# How do you find the area under a curve using integrals?

Sep 3, 2014

Finding the area under a curve is easy use and integral is pretty simple. First you take the indefinite that solve it using your higher and lower bounds. Lastly you subtract the answer from the higher bound from the lower bound.

For example, lets take the function,

$f \left(x\right) = x$

and we want to know the area under it between the points where
$x = 0$ and $x = 5$.

First you set up your integral ${\int}_{0}^{5} x \mathrm{dx}$.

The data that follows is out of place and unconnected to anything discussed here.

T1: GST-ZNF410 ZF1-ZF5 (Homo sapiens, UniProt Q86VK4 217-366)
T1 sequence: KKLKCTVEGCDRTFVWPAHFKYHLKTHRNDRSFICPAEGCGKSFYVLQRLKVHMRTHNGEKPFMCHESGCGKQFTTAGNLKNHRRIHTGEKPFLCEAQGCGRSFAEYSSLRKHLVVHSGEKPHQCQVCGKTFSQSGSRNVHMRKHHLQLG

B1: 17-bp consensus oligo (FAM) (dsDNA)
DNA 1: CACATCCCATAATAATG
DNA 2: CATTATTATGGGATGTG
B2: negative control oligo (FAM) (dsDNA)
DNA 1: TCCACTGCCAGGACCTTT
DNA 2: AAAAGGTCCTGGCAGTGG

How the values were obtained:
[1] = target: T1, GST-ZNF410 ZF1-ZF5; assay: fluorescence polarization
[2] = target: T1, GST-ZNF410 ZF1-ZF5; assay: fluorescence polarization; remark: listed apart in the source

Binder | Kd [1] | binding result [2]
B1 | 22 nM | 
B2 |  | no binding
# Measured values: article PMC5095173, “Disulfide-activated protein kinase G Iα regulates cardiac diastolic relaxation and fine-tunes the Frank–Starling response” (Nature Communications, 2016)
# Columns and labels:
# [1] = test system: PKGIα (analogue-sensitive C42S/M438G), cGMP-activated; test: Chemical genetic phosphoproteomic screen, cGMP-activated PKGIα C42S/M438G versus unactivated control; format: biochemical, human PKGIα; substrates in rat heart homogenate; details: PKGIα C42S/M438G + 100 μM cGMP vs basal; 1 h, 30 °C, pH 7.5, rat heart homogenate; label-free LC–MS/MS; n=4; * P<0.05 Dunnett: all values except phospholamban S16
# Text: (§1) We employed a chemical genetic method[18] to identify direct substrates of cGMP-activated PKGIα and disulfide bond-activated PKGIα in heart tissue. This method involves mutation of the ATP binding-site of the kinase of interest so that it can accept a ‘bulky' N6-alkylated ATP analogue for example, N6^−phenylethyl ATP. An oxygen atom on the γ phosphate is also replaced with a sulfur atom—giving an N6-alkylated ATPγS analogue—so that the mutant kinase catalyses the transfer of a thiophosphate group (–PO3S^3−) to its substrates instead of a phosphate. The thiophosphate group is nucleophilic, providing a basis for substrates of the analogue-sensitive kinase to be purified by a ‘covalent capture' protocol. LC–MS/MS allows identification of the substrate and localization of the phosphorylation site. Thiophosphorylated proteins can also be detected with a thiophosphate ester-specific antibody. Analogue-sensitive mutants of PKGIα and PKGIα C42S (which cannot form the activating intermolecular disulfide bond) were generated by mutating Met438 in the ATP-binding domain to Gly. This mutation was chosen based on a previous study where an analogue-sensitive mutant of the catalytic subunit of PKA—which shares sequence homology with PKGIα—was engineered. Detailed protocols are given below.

Next you find the indefinite integral.

$\int x \mathrm{dx} = \frac{1}{2} \cdot {x}^{2} + C$

Now you plugin the 5 and the 0 and solve

$\left(\frac{1}{2} \cdot {5}^{2} + C\right) - \left(\frac{1}{2} \cdot {0}^{2} + C\right) = 12.5$

Because this example forms a triangle, we can check the answer with the equation for the area

$A = \frac{1}{2} \cdot 5 \cdot 5 = 12.5$